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With the ICD-10 overhaul looming, there are several things ophthalmologists need to learn to optimize the implantation.
Listen to Michael X. Repka, MD, MBA, discuss factors that ophthalmologists needs to know about ICD-10 implementation during the annual Current Concepts in Ophthalmology meeting at the Wilmer Eye Institute/Johns Hopkins University.
With the ICD-10 overhaul looming, there are several things ophthalmologists need to learn to optimize the implementation.
By Liz Meszaros; Reviewed by Michael X. Repka, MD, MBA
Baltimore, MD-A few shifts in classification and a few more extra digits will be needed for successful coding under International Classification of Disease (ICD)-10, and ophthalmologists need to familiarize themselves with these before its implementation becomes mandatory, said Michael X. Repka, MD, MBA.
The ICD-10 related implementation date is Oct. 1, 2015. Everyone who is covered by the Health Insurance Portability and Accountability Act (HIPAA) must make the transition, not just those who submit Medicare or Medicaid claims.
“For the implementation, it is quite clear to those of us using electronic health records (HER) that for those 50% of ophthalmic practices that are implemented, it’s going to be fairly pain-free and probably fairly invisible,” said Dr. Repka, medical director for governmental affairs for the American Academy of Ophthalmology. “Practices do not need, however, to have EHR to report ICD-10. Coders can be used to code just the way they did in ICD-9.”
Many similarities exist between ICD-10 and ICD-9 coding, Dr. Repka continued:
· Both require coding to the highest degree of accuracy and completeness.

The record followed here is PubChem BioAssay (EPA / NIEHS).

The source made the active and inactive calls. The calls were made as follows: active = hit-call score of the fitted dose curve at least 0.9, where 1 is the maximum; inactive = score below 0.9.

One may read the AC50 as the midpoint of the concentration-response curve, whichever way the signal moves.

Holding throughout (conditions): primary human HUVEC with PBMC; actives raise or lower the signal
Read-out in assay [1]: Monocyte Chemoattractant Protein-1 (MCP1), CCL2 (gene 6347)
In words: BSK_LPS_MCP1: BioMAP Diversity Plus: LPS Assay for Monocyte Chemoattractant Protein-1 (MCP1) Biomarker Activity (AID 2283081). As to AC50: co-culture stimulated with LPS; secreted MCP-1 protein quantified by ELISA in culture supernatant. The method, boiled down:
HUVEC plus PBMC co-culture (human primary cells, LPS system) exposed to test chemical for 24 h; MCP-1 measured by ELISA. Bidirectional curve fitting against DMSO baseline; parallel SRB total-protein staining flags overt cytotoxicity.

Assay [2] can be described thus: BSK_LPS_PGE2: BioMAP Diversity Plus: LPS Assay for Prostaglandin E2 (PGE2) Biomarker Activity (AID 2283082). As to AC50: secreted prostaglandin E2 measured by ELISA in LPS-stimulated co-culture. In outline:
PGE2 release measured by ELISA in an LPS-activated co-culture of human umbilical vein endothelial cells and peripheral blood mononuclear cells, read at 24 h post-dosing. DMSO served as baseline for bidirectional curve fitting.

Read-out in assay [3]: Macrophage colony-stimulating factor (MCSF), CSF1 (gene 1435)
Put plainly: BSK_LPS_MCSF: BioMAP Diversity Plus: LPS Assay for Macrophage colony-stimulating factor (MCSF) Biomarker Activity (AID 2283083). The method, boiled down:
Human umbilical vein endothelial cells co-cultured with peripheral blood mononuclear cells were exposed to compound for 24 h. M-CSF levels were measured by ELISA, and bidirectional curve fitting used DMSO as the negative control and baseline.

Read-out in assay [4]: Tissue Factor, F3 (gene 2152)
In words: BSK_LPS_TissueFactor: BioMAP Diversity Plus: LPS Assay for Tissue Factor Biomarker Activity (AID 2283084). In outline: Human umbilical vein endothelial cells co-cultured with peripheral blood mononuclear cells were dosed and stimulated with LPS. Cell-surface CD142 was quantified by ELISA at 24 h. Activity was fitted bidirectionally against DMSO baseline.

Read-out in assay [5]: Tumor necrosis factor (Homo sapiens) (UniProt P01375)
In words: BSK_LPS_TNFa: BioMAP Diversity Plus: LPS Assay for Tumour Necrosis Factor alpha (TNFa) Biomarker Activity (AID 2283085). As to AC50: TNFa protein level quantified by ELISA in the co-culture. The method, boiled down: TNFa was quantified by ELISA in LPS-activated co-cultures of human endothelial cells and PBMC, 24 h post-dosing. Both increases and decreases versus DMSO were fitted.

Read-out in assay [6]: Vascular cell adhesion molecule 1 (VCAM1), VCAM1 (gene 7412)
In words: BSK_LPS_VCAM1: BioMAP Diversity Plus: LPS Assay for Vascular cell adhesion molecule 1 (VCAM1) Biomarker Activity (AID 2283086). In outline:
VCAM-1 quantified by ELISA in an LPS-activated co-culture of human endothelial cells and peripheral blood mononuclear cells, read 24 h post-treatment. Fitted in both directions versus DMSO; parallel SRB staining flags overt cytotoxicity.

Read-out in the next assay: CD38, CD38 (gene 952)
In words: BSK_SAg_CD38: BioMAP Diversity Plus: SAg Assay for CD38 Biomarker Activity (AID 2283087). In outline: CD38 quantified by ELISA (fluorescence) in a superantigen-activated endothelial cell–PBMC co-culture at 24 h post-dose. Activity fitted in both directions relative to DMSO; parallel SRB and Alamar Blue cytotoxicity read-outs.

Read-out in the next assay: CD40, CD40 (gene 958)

· If there is another digit available, use it. In ICD-9, coding was to the 5th digit. In ICD-10, explained Dr. Repka, this will become coding out to the 6th or 7th digit in ICD-10 in many cases.
· The best code to report is still the actual disease. Without a confirmed diagnosis, the next best reporting code is a sign or symptom.
· The least appropriate code is ‘other.’ “The reason we avoid ‘other’ is because it does not always lead to prompt payment. It sometimes is even excluded by a payor from coverage,” Dr. Repka explained.
· Sometimes the least appropriate code is ‘unspecified.’ A few payors ignore unspecified codes, he warned, adding “Only use ‘unspecified’ when there is not a more definitive code.”
· Do not code ‘probable,’ ‘suspected,’ ‘questionable,’ or rule out conditions until they are confirmed.
· Do not code conditions that no longer exist.
· Code a follow-up visit for a resolved condition. In ICD-10, there is a new character that never existed in ICD-9 that allows for coding such a condition: subsequent visit.
Dr. Repka offered ophthalmologists six guidelines for the use of ICD-10:
1. Look up the main term in the Alphabetical Index. He warned, however, it may be frustrating determining the main term because all synonyms are included. To help with this, he suggested reviewing the sub-term entries and following any cross-references.
2. Do not code from the Alphabetical Index but locate that listing in the Tabular List. For example, ‘Abscess’:
• Eyelid H00.03-
• Remember: The “–” indicates there are additional reporting options that need to be completed.
3. Observe all cross-reference notations.
4. Add the appropriate final character, when indicated, for example:
• A – initial encounter
• D – subsequent encounter
• S – sequela (Condition resulting from a disease, injury, or other trauma)
5. Add the appropriate final seventh character, when indicated, for glaucoma staging:
• 0 – stage unspecified
• 1 – mild stage
• 2 – moderate stage
• 3 – severe stage
• 4 – indeterminate stage
“In conclusion, you should buy a manual,” Dr. Repka said. “It’s a good thing to do, particularly if the doctor is selecting the codes, and certainly if the staff are selecting codes.
“Take a class. It is possible to learn. Attend a Webinar. Or hire a coder, which is an expensive option. Use an EHR. In most cases this will make it fairly painless. Follow the media to be up to date on implementation,” he concluded.
Michael X. Repka, MD